Functional parts of the cloned channel protein were identified in reference to those reported in the mouse P1 channel and illustrated in Table 2. By using another algorithm in the MATLAB environment, the cloned protein sequence was converted into a continuous set of kernels with a size of 20 amino acids each. Each one of the kernels was aligned  to mouse PIEZO 1 (mP1) and mouse PIEZO 2 (mP2) sequences (NP_001344278.1; NP_001034574.4) which is one of the most extensively studied PIEZO sequences. Alignment scores are given in Fig. 3. The cloned protein sequence was subjected to a hydrophobicity test  as the window length and edge weight were 20 and 0.95, respectively (Fig. 3B). It was observed that the similarity score of the cloned channel protein to mouse P1 and P2 channels appeared to be high for the hydrophobic parts as compared to the hydrophilic parts. The correlation coefficient of the comparison between the similarity score to P1 and the hydrophobicity score for the whole sequence was 0.39. However, the correlation substantially increased to 0.58 when the analysis was restricted to the pore module only.
Fig. 3: Local alignment scores of continuous set of kernels, with a size of 20 amino acids, to mouse piezo1 (blue) and piezo2 (red) sequences, respectively (A). Horizontal line indicates putative pore module of the cloned channel. Kyte-Doolittle hydrophobicity score of the cloned channel (B). Window length 20, linear filter at edge width of 0.95.
Based on the primary amino acid sequence three-dimensional protein structure of the monomer and trimeric channel were calculated. I-TASSER (University of Michigen, Medical School, USA) and Alphafold Colab (DeepMind Technologies, London, UK) platforms do not accommodate the large protein sequence given in Table 2. The cloned channel sequence was split into two pieces so that the beam segment was common. Each one of them was independently submitted into the I-TASSER platform with reference to the mouse P1 channel structure. Calculated models were aligned onto each other along the beam segment and assembled to get the structure of the whole monomer (Figure S1). Alternatively, the pore region of the cloned protein sequence was submitted into the Alphafold Colab platform to obtain a partial calculation of the trimeric channel structure (Figure S1). However, both facilities gave some incomplete calculations. Swiss-Model platform was capable of calculating the whole trimeric channel in a single session with reference to the mouse P1 channel data (5z10.pdb) (Fig. 4A and B). The calculated 3D structure of the cloned channel was very similar to the reference (Fig. 4C). Similarity and coverage of the sequence to the reference (5z10.pdb) were 0.40 and 0.49, respectively. QSQE score of the calculation was 0.54. However, the similarity, coverage, and QSQE scores were 0.41, 0.93, and 0.91 when only the putative pore module was submitted with the same reference. The pore of the channel was calculated in the model as F residues at the 2573rd position forming the narrowest part (Fig. 4D).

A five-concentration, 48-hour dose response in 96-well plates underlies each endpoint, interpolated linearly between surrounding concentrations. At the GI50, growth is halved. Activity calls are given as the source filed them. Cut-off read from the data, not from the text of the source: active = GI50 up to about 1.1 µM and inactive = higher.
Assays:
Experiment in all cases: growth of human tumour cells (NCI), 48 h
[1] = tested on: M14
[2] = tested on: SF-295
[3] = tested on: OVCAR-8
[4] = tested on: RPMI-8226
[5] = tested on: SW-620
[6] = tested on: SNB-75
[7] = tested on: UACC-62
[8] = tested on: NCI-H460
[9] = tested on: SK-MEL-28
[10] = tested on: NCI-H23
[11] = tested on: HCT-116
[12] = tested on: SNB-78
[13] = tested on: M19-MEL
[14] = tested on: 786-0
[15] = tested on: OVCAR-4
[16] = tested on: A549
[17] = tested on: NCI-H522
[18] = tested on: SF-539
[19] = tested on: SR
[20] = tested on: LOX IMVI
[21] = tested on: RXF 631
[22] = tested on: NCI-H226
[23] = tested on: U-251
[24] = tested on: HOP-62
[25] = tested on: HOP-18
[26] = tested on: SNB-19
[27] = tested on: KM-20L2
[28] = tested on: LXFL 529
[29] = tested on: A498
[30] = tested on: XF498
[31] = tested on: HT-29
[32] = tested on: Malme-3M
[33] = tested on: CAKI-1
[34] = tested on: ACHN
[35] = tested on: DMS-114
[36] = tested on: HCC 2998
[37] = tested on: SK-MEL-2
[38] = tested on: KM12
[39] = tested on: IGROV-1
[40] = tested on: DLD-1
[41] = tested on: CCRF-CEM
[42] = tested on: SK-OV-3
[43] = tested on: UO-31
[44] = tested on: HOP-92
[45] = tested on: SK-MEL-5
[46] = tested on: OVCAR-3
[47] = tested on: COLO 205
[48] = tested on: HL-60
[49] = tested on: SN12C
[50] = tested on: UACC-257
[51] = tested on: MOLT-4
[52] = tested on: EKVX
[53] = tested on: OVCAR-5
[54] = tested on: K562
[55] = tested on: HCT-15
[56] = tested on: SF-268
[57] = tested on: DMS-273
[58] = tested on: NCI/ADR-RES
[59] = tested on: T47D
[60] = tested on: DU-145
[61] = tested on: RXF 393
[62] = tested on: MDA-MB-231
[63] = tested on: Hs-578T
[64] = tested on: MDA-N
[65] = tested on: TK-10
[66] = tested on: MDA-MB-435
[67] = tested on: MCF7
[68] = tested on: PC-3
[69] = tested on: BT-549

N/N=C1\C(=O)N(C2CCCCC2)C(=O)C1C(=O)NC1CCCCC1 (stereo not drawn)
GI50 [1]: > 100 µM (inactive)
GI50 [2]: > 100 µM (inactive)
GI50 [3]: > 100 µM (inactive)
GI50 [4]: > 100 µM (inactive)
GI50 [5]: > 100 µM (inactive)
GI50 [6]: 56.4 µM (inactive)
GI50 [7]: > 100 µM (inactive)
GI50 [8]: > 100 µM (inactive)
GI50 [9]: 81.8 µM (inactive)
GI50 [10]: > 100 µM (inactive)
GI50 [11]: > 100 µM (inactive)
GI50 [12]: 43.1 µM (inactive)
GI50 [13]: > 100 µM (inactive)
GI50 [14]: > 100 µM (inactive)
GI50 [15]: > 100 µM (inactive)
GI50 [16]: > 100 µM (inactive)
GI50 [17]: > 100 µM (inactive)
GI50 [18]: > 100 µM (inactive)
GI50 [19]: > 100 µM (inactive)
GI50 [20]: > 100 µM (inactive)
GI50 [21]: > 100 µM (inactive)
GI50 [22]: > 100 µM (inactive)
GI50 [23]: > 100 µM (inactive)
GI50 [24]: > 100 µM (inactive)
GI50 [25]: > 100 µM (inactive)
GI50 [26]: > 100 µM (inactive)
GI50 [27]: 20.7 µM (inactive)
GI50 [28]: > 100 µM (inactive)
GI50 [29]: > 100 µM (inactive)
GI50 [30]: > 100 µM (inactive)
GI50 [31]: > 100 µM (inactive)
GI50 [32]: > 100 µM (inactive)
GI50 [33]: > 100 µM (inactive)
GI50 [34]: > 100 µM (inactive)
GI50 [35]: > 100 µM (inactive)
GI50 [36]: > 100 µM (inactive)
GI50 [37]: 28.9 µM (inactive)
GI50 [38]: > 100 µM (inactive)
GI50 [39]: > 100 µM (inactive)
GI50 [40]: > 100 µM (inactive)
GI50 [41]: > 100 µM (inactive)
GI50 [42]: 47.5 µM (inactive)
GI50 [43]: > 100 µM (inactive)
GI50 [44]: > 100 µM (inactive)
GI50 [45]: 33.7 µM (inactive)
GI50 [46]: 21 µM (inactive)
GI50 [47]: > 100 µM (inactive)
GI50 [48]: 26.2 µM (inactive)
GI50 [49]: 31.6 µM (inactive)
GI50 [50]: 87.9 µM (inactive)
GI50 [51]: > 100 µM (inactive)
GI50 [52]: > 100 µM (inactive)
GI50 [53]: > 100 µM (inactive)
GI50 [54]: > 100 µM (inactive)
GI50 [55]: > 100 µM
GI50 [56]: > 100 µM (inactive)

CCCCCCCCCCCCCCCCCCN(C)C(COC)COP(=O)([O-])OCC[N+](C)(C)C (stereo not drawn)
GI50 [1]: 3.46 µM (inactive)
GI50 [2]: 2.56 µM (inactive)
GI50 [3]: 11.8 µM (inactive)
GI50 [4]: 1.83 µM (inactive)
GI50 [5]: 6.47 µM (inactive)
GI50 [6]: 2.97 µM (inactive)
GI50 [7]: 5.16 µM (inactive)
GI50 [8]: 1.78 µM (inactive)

Fig. 4: Calculated three dimensional structure of the cloned channel protein. A and B, trimeric model from top and lateral view, in chain and residue name mode, respectively. C, is monomeric structure of the channel protein (green) as superimposed on the reference, mouse P1, channel protein structure (red). Trimeric model of the pore module with the calculated pore (D).
The cloned PIEZO-mScarlet plasmid was expressed in HEK293T cells (Fig. 5). The presence of a red fluorescent signal was interpreted as a successful expression of the cloned channel protein (Fig. 5B). Cells were loaded with calcium indicator Fluo-4-AM by incubation (Fig. 5A). Mechanical stimulation by gently poking the cells with a blunt electrode evoked a rise in calcium sensitive emission signal (Fig. 5C). The rise of the signal was rapid, while the decay was considerably slower and incomplete (Fig. 5D). Repetitive stimulation of the same cell evoked repetitive calcium transients if sufficiently long resting periods were allowed in between the stimulations. Mechanical stimulation of the PIEZO-mScarlet negative and positive cells evoked a rapid rise in calcium specific Fluo-4 emission signal (Fig. 5E). Variance in amplitude and the waveform was large. The recorded signals were normalized to compare timing calcium signals to mechanical stimuli (Fig. 5F). Duration of the rise was 9.63 ± 1.3 s (Mean ± SEM, n=12) and 7.84 ± 1.02 (Mean ± SEM, n=12) in the mScarlet positive and negative cells, respectively. However, a statistically significant difference was not observed when responses recorded in PIEZO-mScarlet positive cells were compared to those from the negative cells (Fig. 5F). The PIEZO-mScarlet expressing cells were exposed to P1 channel gating modifier YODA-1 together with the control cells. Exposure to YODA-1 evoked a rise in resting calcium levels in both transfected and control cells. The rise was significantly larger in transfected cells as compared to the control cells (Fig. 5F). Further, in some of the transfected cells, calcium transients were observed in addition to the slowly developing rise in response to the YODA-1 exposure.